Sunday, January 12, 2014

Isa Chandra’s Corn Chowder

I am very nostalgic about corn chowder because it was one of the first soups I learned how to make. I used to use my grandma’s recipe which has whole milk, butter, bacon, and cans of creamed corn. 

 In my mind, I can see myself fretting over that simple recipe, trying to figure out how long to sauté the onions, when to add the milk and what to do with the bacon grease. Good cooks have some natural instinct and that comes with practice. After 28 years of practice in the kitchen, I no longer fret over how to sauté onions and I can tell a great corn chowder recipe when I see one. Isa never fails!

Here’s what you need: (I have included some minor modifications)
1 T olive oil
1 medium onion, diced
3 cloves garlic, minced
¼ t red pepper flakes
5 ears fresh corn – equal to about 4 cups of kernels plus the cobs
3 carrots, peeled and chopped
1 lb Yukon Gold potatoes or red potatoes, diced
4 C vegetable broth – divided
1 T corn starch
1 can full fat coconut milk
Fresh lime juice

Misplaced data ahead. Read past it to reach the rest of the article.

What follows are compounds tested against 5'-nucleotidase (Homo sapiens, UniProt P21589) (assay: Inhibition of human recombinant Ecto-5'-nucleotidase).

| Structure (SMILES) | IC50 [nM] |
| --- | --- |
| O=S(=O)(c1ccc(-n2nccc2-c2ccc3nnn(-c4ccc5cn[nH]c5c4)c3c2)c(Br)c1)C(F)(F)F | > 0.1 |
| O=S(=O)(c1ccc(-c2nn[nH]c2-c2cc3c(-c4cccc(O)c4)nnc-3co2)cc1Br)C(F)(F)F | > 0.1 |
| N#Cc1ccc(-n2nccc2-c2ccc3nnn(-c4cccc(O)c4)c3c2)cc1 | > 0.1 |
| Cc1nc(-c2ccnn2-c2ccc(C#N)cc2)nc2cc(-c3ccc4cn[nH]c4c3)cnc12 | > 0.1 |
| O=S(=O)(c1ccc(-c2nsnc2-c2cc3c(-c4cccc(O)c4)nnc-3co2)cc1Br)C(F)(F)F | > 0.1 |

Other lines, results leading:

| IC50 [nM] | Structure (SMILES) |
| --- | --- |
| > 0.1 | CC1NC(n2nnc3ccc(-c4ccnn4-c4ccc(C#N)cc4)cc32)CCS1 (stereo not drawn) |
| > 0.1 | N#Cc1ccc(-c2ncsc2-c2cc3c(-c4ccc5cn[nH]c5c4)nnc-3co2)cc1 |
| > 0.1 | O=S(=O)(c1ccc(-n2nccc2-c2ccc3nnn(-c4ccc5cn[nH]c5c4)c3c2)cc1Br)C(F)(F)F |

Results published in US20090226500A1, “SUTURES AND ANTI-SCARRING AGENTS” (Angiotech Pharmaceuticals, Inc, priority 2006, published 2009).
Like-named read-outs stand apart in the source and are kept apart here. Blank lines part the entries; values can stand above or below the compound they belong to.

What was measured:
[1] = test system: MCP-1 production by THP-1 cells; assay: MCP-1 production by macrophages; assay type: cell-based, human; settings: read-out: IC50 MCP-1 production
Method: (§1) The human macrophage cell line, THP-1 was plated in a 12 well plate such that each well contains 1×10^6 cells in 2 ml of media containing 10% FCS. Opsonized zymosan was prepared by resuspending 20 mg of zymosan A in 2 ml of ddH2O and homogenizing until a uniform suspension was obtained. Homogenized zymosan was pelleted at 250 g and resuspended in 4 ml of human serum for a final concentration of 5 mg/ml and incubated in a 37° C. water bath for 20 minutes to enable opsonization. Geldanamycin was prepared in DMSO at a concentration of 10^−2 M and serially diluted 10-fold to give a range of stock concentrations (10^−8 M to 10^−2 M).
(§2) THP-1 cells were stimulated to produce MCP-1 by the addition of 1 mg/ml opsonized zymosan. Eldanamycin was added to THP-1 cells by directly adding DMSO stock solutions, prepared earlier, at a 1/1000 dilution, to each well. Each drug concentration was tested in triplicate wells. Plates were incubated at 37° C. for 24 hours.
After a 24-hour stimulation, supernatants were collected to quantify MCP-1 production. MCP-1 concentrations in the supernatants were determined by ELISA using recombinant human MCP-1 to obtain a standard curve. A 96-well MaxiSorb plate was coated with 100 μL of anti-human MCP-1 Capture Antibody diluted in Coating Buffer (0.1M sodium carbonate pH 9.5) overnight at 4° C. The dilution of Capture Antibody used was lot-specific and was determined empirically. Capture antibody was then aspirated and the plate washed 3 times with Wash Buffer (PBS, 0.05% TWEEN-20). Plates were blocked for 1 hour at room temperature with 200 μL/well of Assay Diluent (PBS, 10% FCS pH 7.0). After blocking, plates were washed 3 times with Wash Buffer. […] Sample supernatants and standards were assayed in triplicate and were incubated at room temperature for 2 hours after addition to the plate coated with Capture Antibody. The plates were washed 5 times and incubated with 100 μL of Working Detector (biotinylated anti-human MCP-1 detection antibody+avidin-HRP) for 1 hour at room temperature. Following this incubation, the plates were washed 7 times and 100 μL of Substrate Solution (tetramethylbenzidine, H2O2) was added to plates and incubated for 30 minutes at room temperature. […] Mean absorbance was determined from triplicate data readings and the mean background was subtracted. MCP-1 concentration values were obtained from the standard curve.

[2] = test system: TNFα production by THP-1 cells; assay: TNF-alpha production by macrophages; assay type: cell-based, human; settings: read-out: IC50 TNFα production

Salt and pepper to taste

Garnishes include:
Fresh basil
Thinly sliced radishes
Shredded carrot
Extra corn kernels

Here’s what you do:
Sauté the onions in the oil until they are translucent. Add the garlic and red pepper flakes and simply warm the garlic – do not brown it. Add the carrots and corn kernels and cook for a few minutes. Measure out 1 C of the broth and whisk in the corn starch. Set aside.

Add the remaining 3 C of broth and potatoes to the soup pot.  Cover and bring to a boil. Add the corn cobs. Lower the heat to a simmer, cover and cook for about 15 minutes. I believe in letting soup rest for a while to really allow the flavors to peak. So if you have time, turn off the heat and let the whole thing sit for another 30 minutes. This will also allow the starch from the corn cobs to do its magic.

Remove the cobs. Add the starchy veggie broth which you have been saving and raise the heat until the soup is a bit thickened. Add the coconut milk. Season with salt and lots of black pepper. Save the lime juice (fresh, of course!) until the last minute.

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